State Earns "F" from March of Dimes but Shows Improvement


More than 540,000 babies are born prematurely in the U.S. every year.

Mississippi received a failing grade from the second annual March of Dimes Premature Birth Report Card, but the organization states that it showed improvement on some criteria. The report, released yesterday on the seventh annual Prematurity Awareness Day, says as a whole, the United States gets a "D," with more than a half million newborns not getting the healthy start they deserve. No state received an "A" on the report card and only Vermont received a "B."

Mississippi earned showed improvement last year for reducing the percentage of women of child-bearing age who smoke, and lowering the late preterm birth rate.

"Here in Mississippi we are proud of our hard work to improve access to health care coverage, to help women quit smoking and to prevent unnecessary early c-sections. We hope that it will be the start of a decline in our preterm birth rate," said Sally Harrison, March of Dimes volunteer and concerned parent in a release. "We have a long way to go before all babies in America get a healthy start in life and we are committed to working with state health officials, hospitals and health care providers to continue to fight for preemies."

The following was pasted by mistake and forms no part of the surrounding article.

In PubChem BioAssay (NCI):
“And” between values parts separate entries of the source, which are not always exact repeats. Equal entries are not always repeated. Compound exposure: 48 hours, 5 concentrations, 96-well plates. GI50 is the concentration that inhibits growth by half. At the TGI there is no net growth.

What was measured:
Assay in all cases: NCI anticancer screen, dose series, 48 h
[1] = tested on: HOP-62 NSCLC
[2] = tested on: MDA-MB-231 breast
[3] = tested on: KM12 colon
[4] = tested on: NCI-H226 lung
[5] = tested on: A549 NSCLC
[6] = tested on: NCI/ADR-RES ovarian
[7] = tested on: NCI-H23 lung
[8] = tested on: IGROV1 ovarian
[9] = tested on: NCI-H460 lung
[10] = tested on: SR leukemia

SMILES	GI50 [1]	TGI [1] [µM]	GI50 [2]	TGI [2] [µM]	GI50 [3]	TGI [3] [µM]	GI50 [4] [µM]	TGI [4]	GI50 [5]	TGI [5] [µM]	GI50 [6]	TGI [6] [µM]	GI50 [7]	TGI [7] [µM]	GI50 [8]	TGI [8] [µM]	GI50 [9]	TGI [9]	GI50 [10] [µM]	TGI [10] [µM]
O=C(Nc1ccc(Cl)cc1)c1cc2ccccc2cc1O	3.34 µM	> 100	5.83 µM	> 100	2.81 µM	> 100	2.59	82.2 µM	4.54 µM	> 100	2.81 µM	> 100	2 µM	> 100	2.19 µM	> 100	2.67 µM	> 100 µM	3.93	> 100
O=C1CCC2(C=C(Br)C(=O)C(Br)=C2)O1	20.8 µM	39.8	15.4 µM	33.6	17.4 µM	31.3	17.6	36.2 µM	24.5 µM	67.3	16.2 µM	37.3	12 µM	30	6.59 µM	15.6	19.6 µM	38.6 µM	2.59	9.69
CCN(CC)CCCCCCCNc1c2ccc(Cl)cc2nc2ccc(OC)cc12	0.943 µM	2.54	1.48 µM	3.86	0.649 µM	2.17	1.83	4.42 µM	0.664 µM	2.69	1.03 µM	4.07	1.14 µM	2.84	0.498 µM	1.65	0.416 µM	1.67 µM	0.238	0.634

In Mississippi, the rate of late preterm births is 12.9 percent; the rate of women smoking is 22.5 percent, and the rate of uninsured women is 25.2 percent, according to the March of Dimes release.

In the US, more than 540,000 babies are born too soon each year. Preterm birth is a serious health problem that costs the United States more than $26 billion annually, according to the Institute of Medicine. It is the leading cause of newborn death and babies who survive an early birth often face the risk of lifetime health challenges, such as breathing problems, mental retardation and others. A March of Dimes report released in October found that 13 million babies worldwide were born preterm and more than one million die each year.

For additional information, go to the March of Dimes Web site.


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